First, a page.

Rapid blood test helps predict COVID-19 severity, researchers find

Researchers at St. Louis-based Washington University School of Medicine developed a one-hour blood test that could help identify which COVID-19 patients are at the greatest risk of severe complications or death. 

The test identifies mitochondrial DNA levels. High levels of mitochondrial DNA in the bloodstream indicate that violent cell death is occuring, scientists said. Researchers evaluated 97 COVID-19 patients at St. Louis-based Barnes-Jewish Hospital, using the blood test to measure mitochondrial DNA levels within the first day of a patient's hospital stay. 

The findings, published Jan. 14 in JCI Insight, showed the mitochondrial DNA levels were about 10 times higher in patients who later developed severe lung dysfunction or died. Additionally, those with higher levels were nearly six times more likely to be intubated, three times more likely to be admitted to the intensive care unit and nearly twice as likely to die, compared to those with lower levels.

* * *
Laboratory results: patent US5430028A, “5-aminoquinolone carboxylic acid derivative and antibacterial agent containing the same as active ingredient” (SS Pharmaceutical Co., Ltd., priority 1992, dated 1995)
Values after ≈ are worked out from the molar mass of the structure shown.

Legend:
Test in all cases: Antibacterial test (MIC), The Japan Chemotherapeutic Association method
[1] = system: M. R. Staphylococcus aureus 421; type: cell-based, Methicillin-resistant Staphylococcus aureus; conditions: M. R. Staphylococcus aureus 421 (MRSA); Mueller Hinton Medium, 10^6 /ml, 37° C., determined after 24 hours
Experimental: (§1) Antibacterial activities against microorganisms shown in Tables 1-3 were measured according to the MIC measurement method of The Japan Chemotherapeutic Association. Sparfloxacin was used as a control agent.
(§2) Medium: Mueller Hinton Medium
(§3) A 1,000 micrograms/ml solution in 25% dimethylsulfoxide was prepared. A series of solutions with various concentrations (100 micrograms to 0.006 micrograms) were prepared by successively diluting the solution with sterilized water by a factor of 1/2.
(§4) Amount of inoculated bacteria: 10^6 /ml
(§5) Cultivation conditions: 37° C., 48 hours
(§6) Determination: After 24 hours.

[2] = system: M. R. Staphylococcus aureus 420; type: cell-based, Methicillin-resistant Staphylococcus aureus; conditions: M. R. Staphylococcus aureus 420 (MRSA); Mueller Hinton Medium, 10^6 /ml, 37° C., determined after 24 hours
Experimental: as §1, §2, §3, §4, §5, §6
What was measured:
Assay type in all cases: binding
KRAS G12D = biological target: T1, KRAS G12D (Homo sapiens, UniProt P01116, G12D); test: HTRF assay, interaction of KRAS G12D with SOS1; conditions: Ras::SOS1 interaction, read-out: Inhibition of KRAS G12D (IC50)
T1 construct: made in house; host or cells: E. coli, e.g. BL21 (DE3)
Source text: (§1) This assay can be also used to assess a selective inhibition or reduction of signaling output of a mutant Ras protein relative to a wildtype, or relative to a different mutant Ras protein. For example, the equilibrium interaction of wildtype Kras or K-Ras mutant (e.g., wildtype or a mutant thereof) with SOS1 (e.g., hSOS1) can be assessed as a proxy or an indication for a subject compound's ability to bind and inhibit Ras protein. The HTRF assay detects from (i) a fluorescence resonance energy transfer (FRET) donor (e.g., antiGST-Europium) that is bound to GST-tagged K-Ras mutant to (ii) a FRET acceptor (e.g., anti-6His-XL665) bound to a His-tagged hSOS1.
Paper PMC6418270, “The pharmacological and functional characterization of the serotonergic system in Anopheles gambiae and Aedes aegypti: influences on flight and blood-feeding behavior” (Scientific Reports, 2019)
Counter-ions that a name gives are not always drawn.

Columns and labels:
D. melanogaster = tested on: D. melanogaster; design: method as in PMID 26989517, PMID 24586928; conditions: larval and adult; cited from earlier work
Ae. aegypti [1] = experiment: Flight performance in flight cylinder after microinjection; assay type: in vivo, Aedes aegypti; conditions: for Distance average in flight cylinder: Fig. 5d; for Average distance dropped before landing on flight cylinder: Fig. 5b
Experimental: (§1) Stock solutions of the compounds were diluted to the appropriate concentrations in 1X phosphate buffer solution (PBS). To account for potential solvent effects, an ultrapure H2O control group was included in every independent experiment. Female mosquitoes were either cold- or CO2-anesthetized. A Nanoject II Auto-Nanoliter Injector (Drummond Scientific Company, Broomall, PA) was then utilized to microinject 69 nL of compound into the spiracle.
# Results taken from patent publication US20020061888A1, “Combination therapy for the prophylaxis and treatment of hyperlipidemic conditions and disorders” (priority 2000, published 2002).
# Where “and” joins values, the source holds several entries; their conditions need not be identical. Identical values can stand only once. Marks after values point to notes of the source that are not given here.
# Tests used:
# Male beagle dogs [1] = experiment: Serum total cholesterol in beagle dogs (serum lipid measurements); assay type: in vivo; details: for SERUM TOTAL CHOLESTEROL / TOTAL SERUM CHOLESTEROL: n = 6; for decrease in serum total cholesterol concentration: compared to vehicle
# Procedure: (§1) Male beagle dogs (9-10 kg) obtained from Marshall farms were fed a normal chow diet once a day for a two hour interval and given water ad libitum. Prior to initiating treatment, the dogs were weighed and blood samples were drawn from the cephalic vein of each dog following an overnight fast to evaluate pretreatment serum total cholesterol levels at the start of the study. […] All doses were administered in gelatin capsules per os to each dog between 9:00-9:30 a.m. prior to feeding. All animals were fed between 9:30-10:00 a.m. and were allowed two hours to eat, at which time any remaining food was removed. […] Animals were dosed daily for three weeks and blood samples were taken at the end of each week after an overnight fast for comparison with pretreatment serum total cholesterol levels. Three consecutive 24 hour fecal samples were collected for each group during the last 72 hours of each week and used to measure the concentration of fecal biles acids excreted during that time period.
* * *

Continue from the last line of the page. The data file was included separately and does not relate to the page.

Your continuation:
In addition to helping predict disease severity, researchers hope the test can serve as a guide to improve clinical trials by identifying patients who might benefit more from a particular investigational treatment. 

Researchers intend to apply for FDA approval and are working on a larger, multicenter trial to better evaluate the test's accuracy. 

More articles on patient safety and outcomes:

Patient death spurs investigation at Michigan psychiatric hospital 
Arthritis drugs may reduce deaths for severely ill COVID-19 patients, study finds
76% of hospitalized COVID-19 patients have symptoms for 6 months, study finds


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